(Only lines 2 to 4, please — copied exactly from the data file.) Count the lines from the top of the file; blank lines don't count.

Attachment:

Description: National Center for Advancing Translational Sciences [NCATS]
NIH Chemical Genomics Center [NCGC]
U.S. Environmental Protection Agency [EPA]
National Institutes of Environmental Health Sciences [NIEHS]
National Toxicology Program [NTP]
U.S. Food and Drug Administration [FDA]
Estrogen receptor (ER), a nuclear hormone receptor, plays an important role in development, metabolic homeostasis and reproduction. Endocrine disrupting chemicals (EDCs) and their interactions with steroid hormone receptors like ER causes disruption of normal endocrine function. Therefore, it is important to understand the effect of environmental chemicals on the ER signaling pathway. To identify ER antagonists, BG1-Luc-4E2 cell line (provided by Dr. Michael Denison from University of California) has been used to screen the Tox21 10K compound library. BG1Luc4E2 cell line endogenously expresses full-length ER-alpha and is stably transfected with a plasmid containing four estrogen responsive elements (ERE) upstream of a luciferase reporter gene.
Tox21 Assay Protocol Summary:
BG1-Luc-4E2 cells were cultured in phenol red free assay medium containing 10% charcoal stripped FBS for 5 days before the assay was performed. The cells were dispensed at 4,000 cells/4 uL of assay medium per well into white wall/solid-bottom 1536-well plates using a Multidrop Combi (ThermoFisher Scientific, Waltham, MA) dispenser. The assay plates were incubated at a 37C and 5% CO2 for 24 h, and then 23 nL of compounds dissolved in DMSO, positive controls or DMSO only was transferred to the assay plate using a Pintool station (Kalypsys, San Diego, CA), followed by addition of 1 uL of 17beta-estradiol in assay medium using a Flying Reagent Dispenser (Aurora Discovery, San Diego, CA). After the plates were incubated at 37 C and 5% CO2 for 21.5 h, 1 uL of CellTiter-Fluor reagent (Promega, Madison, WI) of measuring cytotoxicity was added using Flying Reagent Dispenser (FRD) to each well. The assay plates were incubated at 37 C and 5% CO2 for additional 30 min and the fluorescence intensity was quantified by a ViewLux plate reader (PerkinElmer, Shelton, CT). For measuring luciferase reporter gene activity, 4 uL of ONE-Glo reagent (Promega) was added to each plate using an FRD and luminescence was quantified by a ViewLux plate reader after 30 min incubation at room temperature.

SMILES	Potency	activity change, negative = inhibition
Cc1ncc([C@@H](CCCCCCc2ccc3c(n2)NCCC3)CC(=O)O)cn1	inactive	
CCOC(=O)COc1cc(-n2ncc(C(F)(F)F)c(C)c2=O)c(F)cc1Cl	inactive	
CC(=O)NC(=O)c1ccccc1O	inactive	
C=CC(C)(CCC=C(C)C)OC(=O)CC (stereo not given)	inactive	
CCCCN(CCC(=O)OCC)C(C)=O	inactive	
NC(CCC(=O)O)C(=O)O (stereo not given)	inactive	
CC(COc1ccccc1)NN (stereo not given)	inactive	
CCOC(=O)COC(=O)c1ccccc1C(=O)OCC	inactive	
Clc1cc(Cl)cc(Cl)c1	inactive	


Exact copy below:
NIH Chemical Genomics Center [NCGC]
U.S. Environmental Protection Agency [EPA]
National Institutes of Environmental Health Sciences [NIEHS]